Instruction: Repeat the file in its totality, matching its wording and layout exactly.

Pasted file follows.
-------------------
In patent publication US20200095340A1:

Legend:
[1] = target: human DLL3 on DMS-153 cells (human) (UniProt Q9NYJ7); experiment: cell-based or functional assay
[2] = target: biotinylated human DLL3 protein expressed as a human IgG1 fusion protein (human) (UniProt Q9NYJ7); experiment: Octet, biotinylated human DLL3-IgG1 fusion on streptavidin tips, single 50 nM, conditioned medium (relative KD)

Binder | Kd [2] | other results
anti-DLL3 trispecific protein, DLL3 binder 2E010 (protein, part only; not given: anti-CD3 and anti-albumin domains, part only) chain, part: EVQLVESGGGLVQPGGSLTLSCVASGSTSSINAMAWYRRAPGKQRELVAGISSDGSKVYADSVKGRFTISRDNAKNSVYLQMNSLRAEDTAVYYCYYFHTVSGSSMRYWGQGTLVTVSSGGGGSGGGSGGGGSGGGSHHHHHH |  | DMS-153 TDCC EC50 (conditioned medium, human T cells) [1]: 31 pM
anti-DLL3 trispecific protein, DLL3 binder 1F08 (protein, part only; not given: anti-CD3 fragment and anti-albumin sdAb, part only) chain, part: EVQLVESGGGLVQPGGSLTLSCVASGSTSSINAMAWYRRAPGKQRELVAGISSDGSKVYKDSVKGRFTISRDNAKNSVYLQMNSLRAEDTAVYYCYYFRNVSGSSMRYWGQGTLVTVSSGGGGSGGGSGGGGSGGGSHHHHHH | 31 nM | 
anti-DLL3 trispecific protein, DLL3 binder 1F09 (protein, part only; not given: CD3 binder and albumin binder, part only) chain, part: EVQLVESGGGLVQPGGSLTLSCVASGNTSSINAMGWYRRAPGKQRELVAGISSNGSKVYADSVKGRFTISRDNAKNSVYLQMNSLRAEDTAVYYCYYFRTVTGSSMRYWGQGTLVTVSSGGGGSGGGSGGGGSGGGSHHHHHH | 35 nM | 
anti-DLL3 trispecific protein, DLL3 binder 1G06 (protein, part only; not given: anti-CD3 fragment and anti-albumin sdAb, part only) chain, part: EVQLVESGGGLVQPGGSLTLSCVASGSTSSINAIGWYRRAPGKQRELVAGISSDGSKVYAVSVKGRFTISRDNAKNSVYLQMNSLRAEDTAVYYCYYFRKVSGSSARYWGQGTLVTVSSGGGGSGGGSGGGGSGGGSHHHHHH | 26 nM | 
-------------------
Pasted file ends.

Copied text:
In patent publication US20200095340A1:

Legend:
[1] = target: human DLL3 on DMS-153 cells (human) (UniProt Q9NYJ7); experiment: cell-based or functional assay
[2] = target: biotinylated human DLL3 protein expressed as a human IgG1 fusion protein (human) (UniProt Q9NYJ7); experiment: Octet, biotinylated human DLL3-IgG1 fusion on streptavidin tips, single 50 nM, conditioned medium (relative KD)

Binder | Kd [2] | other results
anti-DLL3 trispecific protein, DLL3 binder 2E010 (protein, part only; not given: anti-CD3 and anti-albumin domains, part only) chain, part: EVQLVESGGGLVQPGGSLTLSCVASGSTSSINAMAWYRRAPGKQRELVAGISSDGSKVYADSVKGRFTISRDNAKNSVYLQMNSLRAEDTAVYYCYYFHTVSGSSMRYWGQGTLVTVSSGGGGSGGGSGGGGSGGGSHHHHHH |  | DMS-153 TDCC EC50 (conditioned medium, human T cells) [1]: 31 pM
anti-DLL3 trispecific protein, DLL3 binder 1F08 (protein, part only; not given: anti-CD3 fragment and anti-albumin sdAb, part only) chain, part: EVQLVESGGGLVQPGGSLTLSCVASGSTSSINAMAWYRRAPGKQRELVAGISSDGSKVYKDSVKGRFTISRDNAKNSVYLQMNSLRAEDTAVYYCYYFRNVSGSSMRYWGQGTLVTVSSGGGGSGGGSGGGGSGGGSHHHHHH | 31 nM | 
anti-DLL3 trispecific protein, DLL3 binder 1F09 (protein, part only; not given: CD3 binder and albumin binder, part only) chain, part: EVQLVESGGGLVQPGGSLTLSCVASGNTSSINAMGWYRRAPGKQRELVAGISSNGSKVYADSVKGRFTISRDNAKNSVYLQMNSLRAEDTAVYYCYYFRTVTGSSMRYWGQGTLVTVSSGGGGSGGGSGGGGSGGGSHHHHHH | 35 nM | 
anti-DLL3 trispecific protein, DLL3 binder 1G06 (protein, part only; not given: anti-CD3 fragment and anti-albumin sdAb, part only) chain, part: EVQLVESGGGLVQPGGSLTLSCVASGSTSSINAIGWYRRAPGKQRELVAGISSDGSKVYAVSVKGRFTISRDNAKNSVYLQMNSLRAEDTAVYYCYYFRKVSGSSARYWGQGTLVTVSSGGGGSGGGSGGGGSGGGSHHHHHH | 26 nM | 